• In accordance with one aspect of the present invention, a method for capturing a feel of a surface is disclosed. The method comprises the steps of contacting the surface with a handheld tool; recording the acceleration experienced by the tool, the force experienced by the tool, and the speed of the tool while the tool contacts the surface; and generating a texture model of the surface based on the recorded acceleration, force, and speed. The handheld tool includes at least one accelerometer configured to measure an acceleration experienced by the tool, at least one force sensor configured to measure a force experienced by the tool, and at least one speed sensor configured to measure a speed of the tool.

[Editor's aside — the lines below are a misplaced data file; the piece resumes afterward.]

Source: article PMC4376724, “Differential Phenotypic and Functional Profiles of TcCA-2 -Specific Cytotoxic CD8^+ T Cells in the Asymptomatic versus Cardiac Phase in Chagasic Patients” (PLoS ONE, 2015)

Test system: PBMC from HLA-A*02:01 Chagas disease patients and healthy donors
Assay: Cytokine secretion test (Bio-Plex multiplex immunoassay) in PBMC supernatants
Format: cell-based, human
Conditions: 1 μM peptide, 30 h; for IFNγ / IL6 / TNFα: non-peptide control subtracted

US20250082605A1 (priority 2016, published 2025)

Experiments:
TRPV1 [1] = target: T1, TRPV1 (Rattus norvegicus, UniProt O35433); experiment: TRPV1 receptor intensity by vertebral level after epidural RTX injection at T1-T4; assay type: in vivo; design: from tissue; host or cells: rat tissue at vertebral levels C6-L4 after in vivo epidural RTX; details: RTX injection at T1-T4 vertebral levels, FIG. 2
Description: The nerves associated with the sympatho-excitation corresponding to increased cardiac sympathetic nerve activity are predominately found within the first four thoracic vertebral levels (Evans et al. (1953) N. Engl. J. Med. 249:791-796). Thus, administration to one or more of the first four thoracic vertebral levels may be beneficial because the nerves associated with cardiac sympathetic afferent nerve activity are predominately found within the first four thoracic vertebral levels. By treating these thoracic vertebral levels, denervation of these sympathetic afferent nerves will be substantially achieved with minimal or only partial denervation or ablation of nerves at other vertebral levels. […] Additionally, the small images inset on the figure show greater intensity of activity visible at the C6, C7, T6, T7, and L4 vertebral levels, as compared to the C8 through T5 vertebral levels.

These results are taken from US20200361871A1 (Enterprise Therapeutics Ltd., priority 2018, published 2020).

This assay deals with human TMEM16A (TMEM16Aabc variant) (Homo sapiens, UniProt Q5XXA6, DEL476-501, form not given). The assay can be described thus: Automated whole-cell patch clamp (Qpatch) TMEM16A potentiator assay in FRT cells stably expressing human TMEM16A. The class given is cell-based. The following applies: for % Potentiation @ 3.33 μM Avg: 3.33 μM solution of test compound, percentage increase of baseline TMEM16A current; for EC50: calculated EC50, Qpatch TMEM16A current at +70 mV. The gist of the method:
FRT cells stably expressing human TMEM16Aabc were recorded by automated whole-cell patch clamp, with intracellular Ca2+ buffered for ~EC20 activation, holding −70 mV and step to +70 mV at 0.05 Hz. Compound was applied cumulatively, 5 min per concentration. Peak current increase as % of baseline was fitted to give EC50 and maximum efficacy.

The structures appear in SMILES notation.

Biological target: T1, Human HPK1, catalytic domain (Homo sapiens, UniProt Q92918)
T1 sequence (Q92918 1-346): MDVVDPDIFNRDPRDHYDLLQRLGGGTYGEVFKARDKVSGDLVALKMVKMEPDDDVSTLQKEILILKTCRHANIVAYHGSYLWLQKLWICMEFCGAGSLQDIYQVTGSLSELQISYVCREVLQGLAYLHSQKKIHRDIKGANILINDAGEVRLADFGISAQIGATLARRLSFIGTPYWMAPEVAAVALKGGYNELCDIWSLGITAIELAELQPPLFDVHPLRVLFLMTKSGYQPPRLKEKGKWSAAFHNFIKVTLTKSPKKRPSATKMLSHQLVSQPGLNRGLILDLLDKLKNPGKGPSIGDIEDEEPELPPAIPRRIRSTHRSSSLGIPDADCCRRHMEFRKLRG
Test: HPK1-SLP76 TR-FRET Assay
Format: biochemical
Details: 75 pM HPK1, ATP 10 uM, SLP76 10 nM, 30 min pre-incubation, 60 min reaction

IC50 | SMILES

• In accordance with another aspect of the present invention, a method for recreating a feel of a surface is disclosed. The method comprises the steps of contacting a virtual surface with a handheld tool; determining an estimated contact force based on the measured force experienced by the tool and an estimated contact speed based on the measured speed of the tool; generating a vibration waveform from a texture model based on the estimated contact speed and the estimated contact speed of the tool; and actuating at least one actuator of the tool according to the vibration waveform. The handheld tool includes at least one actuator configured to provide an acceleration to the tool, at least one force sensor configured to measure a force experienced by the tool, and at least one speed sensor configured to measure a speed of the tool.